Seahawks’ Sherman has ‘truly a great American story’

RENTON — Strip away the bravado, the postgame rants and the Twitter feuds, and Richard Sherman’s big payday is all the more impressive.

If you can forget for a moment the talk of “mediocre” receivers, if you can overlook “U Mad Bro?” and “I’m better at life than you,” what you’re left with is what Seattle Seahawks general manager John Schneider accurately described as a “truly a great American story right here.”

From Compton to Stanford to draft-weekend afterthought to the best cornerback — and after Wednesday, the highest-paid as well — in the NFL, it’s all rather remarkable.

“If you believe in faith, hard work, parental guidance and education, this is your guy for your kids to look up to and to strive to be,” Schneider said. “This is a guy who’s been raised right and has worked his tail off to be where he is right now.

This day was the final big move in what has become a wildly successful offseason for the defending champs. Even though the Seahawks didn’t make any significant additions in free agency, they accomplished their goal of keeping their key players, re-signing Michael Bennett, extending the contracts of Earl Thomas and Sherman, and they even managed to keep, at a reduced cost, Sidney Rice and Zach Miller, two players who seemed destined to be cap casualties this offseason.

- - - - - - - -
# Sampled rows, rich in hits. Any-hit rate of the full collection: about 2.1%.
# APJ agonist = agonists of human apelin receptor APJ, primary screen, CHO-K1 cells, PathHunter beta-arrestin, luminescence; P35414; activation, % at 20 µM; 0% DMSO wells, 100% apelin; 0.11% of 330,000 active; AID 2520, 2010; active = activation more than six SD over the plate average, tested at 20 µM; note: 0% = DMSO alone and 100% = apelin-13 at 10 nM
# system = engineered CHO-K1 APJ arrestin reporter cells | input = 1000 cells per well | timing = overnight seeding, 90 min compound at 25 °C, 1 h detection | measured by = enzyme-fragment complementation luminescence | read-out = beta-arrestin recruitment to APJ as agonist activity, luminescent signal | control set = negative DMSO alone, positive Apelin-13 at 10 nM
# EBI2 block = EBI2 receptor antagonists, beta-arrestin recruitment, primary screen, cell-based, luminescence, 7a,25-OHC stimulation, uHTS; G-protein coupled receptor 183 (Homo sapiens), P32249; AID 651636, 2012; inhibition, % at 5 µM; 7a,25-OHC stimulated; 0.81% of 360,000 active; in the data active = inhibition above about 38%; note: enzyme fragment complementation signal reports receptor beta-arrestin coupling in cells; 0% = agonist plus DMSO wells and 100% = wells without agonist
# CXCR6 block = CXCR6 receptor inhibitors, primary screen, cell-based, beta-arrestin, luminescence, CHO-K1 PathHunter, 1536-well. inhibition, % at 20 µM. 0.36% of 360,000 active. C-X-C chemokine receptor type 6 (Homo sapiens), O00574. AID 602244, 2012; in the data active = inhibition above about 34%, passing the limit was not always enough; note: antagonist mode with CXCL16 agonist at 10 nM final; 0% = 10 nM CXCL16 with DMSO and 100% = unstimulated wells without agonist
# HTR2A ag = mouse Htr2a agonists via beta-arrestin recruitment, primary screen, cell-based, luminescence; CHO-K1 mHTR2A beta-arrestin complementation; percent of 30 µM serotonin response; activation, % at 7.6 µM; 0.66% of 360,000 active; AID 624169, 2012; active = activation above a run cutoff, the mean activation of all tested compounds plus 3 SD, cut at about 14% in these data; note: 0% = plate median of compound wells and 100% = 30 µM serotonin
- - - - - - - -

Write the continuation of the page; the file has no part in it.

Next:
But as much as this day was an affirmation of Pete Carroll’s and Schneider’s message that they’ll take care of their own, it was also a chance to celebrate one of the most unique and talented athletes to ever call Seattle home.

And what makes Sherman so unique, what make’s his story such a compelling one, isn’t the fact that he went from the inner city to financial success, or that he’s a fifth-round pick turned All-Pro who just signed a four-year extension that includes $40 million in guaranteed money. Sports are full of both rags-to-riches stories and draft-snubs-turned-stars. What makes Sherman’s story so good is his awareness that football just happens to be his vehicle to greatness, and that it by no means defines him.